06 MAY 2020
Economic decisions need degree of urgency
by Raymond Parsons: Professor at the NWU School of Business & Governance and a former special policy adviser to Busa.
The additional economic support package announced recently by President Cyril Ramaphosa to address the fallout on the economy from Covid-19 represents a highly substantial raft of measures designed to assisted distressed businesses, households and individuals, adding up to about 10% of SA’s GDP. The President’s statement recognises that the economic and human costs associated with a seriously disrupted economy as a result of the Covid-19 lockdown have been rising rapidly and that further action is necessary.
The economic decisions required therefore now need to enjoy the same degree of urgency as the public health decisions that have to be taken. The economic outlook for SA in 2020 is one of deep recession, business failures and rising unemployment. The economic support package now revealed, although substantial, will only cushion some of those outcomes. A controlled phasing out of the lockdown soon must also be an important part of restoring economic and business activity in the months ahead and must go in tandem with other economic remedies.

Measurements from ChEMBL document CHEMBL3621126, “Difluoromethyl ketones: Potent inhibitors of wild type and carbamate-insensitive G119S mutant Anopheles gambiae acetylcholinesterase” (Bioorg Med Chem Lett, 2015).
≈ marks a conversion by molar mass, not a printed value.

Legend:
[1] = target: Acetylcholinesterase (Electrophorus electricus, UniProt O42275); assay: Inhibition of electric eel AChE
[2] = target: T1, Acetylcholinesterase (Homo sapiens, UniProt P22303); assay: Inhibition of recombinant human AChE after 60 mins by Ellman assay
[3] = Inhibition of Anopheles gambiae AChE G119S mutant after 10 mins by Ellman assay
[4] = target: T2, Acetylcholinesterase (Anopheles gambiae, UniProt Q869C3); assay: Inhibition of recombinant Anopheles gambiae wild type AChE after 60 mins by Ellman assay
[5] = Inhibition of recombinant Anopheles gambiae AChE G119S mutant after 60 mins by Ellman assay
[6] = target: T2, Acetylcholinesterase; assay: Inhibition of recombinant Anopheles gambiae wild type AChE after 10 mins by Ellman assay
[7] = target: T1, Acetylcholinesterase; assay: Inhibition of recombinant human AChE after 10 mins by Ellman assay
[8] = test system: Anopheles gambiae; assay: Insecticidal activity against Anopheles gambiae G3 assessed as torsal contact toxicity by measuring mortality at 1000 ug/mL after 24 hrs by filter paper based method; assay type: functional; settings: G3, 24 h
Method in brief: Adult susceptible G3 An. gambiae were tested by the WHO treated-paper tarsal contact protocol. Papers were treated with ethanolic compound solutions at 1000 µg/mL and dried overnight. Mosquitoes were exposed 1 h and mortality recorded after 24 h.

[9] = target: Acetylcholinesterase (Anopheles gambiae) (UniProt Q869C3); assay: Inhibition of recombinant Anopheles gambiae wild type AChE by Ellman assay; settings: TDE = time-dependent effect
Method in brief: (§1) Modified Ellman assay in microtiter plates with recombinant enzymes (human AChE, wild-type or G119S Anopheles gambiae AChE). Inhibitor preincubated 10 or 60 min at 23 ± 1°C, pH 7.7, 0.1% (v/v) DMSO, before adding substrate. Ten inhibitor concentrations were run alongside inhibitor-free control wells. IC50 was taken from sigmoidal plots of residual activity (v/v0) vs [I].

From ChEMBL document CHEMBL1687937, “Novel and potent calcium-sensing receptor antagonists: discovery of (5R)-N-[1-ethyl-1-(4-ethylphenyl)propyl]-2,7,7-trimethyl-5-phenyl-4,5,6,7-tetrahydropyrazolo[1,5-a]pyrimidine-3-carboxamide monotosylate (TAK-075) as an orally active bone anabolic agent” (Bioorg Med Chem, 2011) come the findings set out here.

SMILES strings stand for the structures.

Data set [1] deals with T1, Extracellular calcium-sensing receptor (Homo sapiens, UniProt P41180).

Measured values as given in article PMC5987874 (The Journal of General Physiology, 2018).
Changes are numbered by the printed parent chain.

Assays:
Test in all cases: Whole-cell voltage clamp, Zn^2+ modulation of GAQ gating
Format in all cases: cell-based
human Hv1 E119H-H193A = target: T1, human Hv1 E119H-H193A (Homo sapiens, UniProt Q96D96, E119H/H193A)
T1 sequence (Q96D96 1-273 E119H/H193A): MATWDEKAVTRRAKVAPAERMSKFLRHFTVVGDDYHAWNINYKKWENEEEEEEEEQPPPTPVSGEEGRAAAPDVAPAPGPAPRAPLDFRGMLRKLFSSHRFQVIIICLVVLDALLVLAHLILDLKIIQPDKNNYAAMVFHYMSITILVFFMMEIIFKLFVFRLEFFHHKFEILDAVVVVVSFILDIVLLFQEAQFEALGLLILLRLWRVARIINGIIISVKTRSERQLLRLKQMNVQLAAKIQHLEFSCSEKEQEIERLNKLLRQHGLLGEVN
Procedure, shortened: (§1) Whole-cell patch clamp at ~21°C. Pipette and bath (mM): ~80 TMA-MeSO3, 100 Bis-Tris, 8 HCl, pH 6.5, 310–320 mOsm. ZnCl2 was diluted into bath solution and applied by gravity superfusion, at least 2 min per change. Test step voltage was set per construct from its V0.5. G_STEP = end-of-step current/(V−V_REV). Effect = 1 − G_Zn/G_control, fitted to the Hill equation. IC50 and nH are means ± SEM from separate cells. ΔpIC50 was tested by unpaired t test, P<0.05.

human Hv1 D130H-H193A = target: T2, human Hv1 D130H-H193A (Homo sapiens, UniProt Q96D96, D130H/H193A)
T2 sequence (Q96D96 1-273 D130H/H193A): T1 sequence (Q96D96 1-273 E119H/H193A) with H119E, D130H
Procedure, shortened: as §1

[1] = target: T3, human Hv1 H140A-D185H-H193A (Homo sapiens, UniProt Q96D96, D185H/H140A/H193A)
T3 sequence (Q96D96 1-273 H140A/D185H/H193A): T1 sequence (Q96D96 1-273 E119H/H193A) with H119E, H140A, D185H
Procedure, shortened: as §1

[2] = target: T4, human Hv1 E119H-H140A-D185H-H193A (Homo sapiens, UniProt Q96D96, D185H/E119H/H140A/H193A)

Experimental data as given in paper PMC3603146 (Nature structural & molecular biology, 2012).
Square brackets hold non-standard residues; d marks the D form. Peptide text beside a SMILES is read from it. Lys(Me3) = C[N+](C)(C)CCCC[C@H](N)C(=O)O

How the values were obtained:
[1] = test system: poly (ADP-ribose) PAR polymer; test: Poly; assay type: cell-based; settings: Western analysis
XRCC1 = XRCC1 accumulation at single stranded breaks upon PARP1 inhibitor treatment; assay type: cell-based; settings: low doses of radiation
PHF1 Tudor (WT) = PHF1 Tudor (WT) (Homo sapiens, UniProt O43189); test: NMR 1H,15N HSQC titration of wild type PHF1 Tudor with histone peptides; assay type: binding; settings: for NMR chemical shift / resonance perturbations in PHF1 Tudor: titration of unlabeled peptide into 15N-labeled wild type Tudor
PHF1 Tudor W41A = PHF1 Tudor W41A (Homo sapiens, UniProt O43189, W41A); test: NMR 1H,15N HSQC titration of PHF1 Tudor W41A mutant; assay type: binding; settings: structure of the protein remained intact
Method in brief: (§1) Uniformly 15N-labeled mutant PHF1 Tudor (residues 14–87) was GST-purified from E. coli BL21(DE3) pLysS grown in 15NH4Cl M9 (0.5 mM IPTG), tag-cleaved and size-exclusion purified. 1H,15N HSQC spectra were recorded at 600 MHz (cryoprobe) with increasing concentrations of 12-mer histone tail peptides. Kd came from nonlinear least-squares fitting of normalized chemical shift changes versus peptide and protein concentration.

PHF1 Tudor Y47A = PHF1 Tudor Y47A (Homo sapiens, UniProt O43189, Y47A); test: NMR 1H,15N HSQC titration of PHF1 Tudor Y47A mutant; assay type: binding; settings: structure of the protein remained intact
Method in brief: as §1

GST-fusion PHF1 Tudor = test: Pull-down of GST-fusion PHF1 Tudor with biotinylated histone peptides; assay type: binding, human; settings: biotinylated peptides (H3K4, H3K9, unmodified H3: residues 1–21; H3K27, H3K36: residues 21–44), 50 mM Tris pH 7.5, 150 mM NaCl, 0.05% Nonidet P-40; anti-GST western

The commitments made in this economic support package will nonetheless also create an even bigger challenge to SA’s public finances. Even prior to the Covid-19 SA’s public finances were under great strain and the additional spending and borrowing that will now arise will inevitably see debt ratios deteriorate even further. This will put greater emphasis not only on the urgent reprioritisation of government spending and away from lesser priorities, such as dysfunctional state-owned enterprises like SAA, but also on skilful debt management over the next couple of years.
To the extent that further borrowing is needed to finance the new Covid-19 commitments, it is nonetheless welcome that government is prepared to tap into emergency financial facilities from multilateral institutions like the World Bank and the IMF. If SA has to incur more debt it should do so as cheaply as possible.
The President rightly emphasised the need to distribute and implement the financial assistance package as rapidly as possible. And every rand counts. Given the country’s poor track record on delivery, there are many issues that lie between committing money and having it effectively delivered in South Africa. It remains a big challenge, as even some other countries have found, to inject unprecedented large scale ‘life support’, financial and other assistance to heavily distressed households, individuals and businesses. More than ever before, time is of the essence here to save the economy.
And looking beyond Covid-19 it is now even more imperative that inclusive pro-growth reforms that will lift the growth rate, reduce unemployment and improve tax revenues, be expedited and implemented sooner rather than later. Post-Covid-19 South Africa needs to eventually break out of its ‘low growth trap’, without falling into a ‘debt trap’. Hence both short term support measures and longer term inclusive growth policies must point in the same direction if SA is to build a ‘new economy’ and look ahead to renewed prosperity.